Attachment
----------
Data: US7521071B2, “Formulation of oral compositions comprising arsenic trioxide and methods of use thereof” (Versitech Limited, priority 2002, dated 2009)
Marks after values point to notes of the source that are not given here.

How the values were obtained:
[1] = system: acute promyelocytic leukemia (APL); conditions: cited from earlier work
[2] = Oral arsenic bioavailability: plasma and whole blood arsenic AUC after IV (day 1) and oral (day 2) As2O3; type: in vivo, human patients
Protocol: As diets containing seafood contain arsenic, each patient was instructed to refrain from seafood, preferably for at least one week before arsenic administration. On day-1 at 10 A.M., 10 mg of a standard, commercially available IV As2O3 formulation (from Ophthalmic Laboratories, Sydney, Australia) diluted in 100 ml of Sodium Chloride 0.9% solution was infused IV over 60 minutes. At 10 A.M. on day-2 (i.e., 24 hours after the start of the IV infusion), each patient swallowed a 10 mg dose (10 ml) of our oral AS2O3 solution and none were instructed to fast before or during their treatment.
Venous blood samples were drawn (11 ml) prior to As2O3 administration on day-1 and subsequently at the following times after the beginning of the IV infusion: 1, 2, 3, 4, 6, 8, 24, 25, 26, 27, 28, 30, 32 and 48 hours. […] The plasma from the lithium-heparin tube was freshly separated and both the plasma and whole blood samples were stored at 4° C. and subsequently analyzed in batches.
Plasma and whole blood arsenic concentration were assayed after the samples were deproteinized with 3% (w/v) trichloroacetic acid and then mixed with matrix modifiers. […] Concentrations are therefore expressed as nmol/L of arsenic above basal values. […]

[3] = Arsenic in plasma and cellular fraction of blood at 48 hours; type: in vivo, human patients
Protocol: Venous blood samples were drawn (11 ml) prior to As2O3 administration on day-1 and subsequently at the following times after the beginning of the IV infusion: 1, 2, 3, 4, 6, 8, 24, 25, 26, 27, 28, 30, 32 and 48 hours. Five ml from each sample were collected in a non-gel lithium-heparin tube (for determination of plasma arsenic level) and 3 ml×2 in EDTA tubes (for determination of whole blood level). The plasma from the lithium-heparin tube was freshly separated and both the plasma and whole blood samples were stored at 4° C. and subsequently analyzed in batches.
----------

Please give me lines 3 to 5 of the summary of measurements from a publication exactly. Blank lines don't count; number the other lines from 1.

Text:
How the values were obtained:
[1] = system: acute promyelocytic leukemia (APL); conditions: cited from earlier work
[2] = Oral arsenic bioavailability: plasma and whole blood arsenic AUC after IV (day 1) and oral (day 2) As2O3; type: in vivo, human patients